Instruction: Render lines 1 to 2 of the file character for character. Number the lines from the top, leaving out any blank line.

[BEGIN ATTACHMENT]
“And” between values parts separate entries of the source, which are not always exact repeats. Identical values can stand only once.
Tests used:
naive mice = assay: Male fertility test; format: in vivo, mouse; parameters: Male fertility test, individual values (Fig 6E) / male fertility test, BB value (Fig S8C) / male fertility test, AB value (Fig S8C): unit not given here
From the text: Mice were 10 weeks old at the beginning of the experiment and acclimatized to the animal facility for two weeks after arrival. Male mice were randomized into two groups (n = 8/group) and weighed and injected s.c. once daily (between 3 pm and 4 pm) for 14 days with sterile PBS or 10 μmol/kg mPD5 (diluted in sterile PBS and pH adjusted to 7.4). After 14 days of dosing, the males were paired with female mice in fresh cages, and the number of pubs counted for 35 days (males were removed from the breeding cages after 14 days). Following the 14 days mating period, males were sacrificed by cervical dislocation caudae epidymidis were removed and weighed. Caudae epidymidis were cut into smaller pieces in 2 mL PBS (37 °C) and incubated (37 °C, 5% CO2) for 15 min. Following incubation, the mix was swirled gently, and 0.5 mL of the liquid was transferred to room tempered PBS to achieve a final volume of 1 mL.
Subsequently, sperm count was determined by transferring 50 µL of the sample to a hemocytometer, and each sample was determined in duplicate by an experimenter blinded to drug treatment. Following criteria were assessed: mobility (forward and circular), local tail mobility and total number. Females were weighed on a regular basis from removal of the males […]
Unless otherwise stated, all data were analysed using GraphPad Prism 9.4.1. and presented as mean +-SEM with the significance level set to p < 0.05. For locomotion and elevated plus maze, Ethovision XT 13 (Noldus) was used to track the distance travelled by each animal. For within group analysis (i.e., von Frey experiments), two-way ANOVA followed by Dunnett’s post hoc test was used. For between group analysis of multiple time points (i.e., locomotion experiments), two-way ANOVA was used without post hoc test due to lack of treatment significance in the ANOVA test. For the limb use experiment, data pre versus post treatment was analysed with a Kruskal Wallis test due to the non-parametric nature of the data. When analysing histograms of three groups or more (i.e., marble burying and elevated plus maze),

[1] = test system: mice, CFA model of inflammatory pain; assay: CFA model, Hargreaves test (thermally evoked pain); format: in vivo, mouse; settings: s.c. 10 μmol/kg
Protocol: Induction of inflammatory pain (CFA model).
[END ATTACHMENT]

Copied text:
“And” between values parts separate entries of the source, which are not always exact repeats. Identical values can stand only once.
Tests used: